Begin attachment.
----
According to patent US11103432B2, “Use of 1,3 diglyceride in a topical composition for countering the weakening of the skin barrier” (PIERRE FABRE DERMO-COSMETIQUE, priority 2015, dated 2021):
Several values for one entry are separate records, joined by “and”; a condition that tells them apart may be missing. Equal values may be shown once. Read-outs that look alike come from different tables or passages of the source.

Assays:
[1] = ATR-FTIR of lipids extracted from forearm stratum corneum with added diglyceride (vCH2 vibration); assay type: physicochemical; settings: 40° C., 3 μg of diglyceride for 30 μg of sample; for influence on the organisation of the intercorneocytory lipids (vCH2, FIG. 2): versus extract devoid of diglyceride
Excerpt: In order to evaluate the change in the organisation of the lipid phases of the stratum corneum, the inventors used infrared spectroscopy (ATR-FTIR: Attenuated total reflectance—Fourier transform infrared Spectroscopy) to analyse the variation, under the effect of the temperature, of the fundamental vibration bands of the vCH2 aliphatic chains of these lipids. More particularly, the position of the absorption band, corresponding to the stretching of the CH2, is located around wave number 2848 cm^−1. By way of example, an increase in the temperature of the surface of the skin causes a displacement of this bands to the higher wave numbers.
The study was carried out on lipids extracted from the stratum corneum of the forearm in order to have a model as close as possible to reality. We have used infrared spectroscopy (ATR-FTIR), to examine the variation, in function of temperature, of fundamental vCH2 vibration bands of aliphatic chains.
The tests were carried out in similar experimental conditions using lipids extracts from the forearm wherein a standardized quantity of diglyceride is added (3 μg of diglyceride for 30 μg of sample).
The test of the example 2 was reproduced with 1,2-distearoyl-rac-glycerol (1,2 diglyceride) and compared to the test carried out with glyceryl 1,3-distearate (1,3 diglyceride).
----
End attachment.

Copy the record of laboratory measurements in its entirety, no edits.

According to patent US11103432B2, “Use of 1,3 diglyceride in a topical composition for countering the weakening of the skin barrier” (PIERRE FABRE DERMO-COSMETIQUE, priority 2015, dated 2021):
Several values for one entry are separate records, joined by “and”; a condition that tells them apart may be missing. Equal values may be shown once. Read-outs that look alike come from different tables or passages of the source.

Assays:
[1] = ATR-FTIR of lipids extracted from forearm stratum corneum with added diglyceride (vCH2 vibration); assay type: physicochemical; settings: 40° C., 3 μg of diglyceride for 30 μg of sample; for influence on the organisation of the intercorneocytory lipids (vCH2, FIG. 2): versus extract devoid of diglyceride
Excerpt: In order to evaluate the change in the organisation of the lipid phases of the stratum corneum, the inventors used infrared spectroscopy (ATR-FTIR: Attenuated total reflectance—Fourier transform infrared Spectroscopy) to analyse the variation, under the effect of the temperature, of the fundamental vibration bands of the vCH2 aliphatic chains of these lipids. More particularly, the position of the absorption band, corresponding to the stretching of the CH2, is located around wave number 2848 cm^−1. By way of example, an increase in the temperature of the surface of the skin causes a displacement of this bands to the higher wave numbers.
The study was carried out on lipids extracted from the stratum corneum of the forearm in order to have a model as close as possible to reality. We have used infrared spectroscopy (ATR-FTIR), to examine the variation, in function of temperature, of fundamental vCH2 vibration bands of aliphatic chains.
The tests were carried out in similar experimental conditions using lipids extracts from the forearm wherein a standardized quantity of diglyceride is added (3 μg of diglyceride for 30 μg of sample).
The test of the example 2 was reproduced with 1,2-distearoyl-rac-glycerol (1,2 diglyceride) and compared to the test carried out with glyceryl 1,3-distearate (1,3 diglyceride).